By DAVID RAINER, Alabama Department of Conservation and Natural Resources
According to Ron Regan, Executive Director of the Association of Fish and Wildlife Agencies (AFWA), it may not make the headlines in the newspapers but the election of Chuck Sykes as AFWA’s president is a big deal.
Sykes, Director of Wildlife and Freshwater Fisheries (WFF) with the Alabama Department of Conservation and Natural Resources (ADCNR), started serving his one-year term in September and has already been on a whirlwind tour to seven states, the District of Columbia and Canada in his official duties as president.
“It’s a huge honor for Chuck,” Regan said. “The association doesn’t elect someone unless they have proved their worth in their work with the association. It does, in fact, mean that Chuck has or could have access to the director of U.S. Fish and Wildlife Service or national wildlife organizations. Those are extremely important. We do rely on our president to be our principal spokesperson on issues. So, it’s not just about approving policy. We can bring Chuck to D.C. to testify or meet with a committee or be at some event to mingle with somebody important in Congress, who, in turn, is important to the state fish and wildlife agencies.”
With offices in D.C., AFWA was formed in 1902 to represent fish and wildlife agencies in all U.S. states and territories as well as Canadian provinces.
“AFWA basically exists to make sure the rights and privileges and jurisdictional responsibilities of state fish and wildlife agencies are upheld and no harm is done through federal legislation, rulemaking or policy,” Regan said. “When possible, we advocate for funding and other authority to help states do their work better. It’s interesting to note that the provinces and territories of Canada are also members of the association. That’s why we had our annual meeting in Calgary, Canada, just a couple of months ago when Chuck became president.
“Our mission is basically to look out for the states. We’re all about making sure the states have the resources to do their jobs and they don’t get compromised by some new federal program that takes away Chuck’s authority to manage species within the borders of Alabama.”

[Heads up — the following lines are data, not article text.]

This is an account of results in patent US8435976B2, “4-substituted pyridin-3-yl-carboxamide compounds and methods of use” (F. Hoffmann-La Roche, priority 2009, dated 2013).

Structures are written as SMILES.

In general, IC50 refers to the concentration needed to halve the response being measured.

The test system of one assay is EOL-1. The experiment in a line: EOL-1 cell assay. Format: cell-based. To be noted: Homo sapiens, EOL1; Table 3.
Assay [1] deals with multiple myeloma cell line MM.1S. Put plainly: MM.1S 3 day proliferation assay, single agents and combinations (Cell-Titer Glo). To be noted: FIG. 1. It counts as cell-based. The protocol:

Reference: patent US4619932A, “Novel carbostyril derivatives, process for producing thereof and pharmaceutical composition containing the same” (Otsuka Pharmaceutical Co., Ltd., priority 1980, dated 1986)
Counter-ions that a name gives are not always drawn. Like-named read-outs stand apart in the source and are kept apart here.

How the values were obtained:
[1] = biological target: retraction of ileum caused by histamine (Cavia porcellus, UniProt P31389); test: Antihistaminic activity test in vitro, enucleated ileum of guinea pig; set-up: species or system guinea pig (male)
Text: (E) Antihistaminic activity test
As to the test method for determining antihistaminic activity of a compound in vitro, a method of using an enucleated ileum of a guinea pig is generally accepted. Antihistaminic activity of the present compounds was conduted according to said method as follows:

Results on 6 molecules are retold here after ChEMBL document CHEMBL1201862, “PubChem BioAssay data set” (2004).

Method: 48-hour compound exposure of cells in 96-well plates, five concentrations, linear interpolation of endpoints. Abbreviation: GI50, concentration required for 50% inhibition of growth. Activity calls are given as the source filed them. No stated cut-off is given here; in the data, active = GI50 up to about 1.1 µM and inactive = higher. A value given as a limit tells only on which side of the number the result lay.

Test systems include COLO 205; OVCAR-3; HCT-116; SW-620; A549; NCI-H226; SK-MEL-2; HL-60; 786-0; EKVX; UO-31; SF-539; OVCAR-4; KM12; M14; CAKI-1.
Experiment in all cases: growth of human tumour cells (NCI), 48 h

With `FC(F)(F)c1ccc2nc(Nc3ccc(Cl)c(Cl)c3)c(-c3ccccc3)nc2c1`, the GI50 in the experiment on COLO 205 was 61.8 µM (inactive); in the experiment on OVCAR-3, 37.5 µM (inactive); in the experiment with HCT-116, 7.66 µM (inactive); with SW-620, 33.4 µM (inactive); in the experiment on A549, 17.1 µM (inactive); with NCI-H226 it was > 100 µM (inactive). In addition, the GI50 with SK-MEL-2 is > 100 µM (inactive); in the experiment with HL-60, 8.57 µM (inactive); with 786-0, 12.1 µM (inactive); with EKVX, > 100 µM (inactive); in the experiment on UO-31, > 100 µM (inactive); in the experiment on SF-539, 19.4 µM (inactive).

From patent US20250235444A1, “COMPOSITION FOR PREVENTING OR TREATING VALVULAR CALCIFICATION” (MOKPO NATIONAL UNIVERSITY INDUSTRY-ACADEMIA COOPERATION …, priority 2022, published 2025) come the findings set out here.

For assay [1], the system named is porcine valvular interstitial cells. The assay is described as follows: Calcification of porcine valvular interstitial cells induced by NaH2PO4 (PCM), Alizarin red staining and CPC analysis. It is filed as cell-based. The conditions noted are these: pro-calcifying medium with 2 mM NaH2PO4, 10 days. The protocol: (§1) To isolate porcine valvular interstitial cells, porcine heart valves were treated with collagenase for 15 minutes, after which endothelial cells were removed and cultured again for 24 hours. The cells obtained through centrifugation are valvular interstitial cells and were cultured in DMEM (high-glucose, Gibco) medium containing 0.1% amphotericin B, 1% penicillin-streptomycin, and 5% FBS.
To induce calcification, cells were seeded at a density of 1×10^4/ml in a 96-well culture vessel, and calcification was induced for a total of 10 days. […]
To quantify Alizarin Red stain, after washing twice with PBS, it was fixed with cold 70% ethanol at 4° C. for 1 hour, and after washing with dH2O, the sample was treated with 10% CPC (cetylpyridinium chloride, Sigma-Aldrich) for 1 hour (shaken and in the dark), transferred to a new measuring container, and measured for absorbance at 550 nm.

ADCNR Commissioner Chris Blankenship is pleased Sykes has this opportunity to share his substantial knowledge and experience with the rest of the U.S. and Canada.
“I’m happy for Chuck and his potential impacts around the country,” said Commissioner Blankenship. “He has brought a good common-sense approach to managing wildlife in Alabama and has done some progressive things here. I’m excited he has the opportunity to take that to other parts of the country and help them make the same strides we’ve made here in Alabama.”
Although AFWA operates with 26 employees and a $5 million budget, Regan said the D.C. offices are not “command central.”
“We rely on our leaders, like our president, to make decisions, guide directions and set tone,” he said. “There is virtually nothing that is major or substantive when it comes to a national issue like chronic wasting disease (CWD) or avian influenza or endangered species that we don’t run through our president. So, he has a very significant role to play in shaping the tone, tenor and content on what we say on any national issue. Of course, he helps establish priorities.”
Regan said many who love the outdoors will benefit from Sykes’ role as AFWA president.
“To your typical sportsperson in Alabama, they may say ‘Huh,’” he said. “To that I would say, fish and wildlife conservation is based on partnerships, on science of course, and it crosses borders and jurisdictions. Through Chuck’s leadership, he’s looking for good science, improving partnerships and making sure no harm is done to what states do best when it comes to managing fish and wildlife.
“There are benefits that are not insignificant to making sure every quail hunter, deer hunter or bass fisherman continues to have the resources that are important to them, their families and their futures. I think at the end of the day Chuck’s work brings value in a tangible way to the future of conservation in Alabama and the other states and provinces.”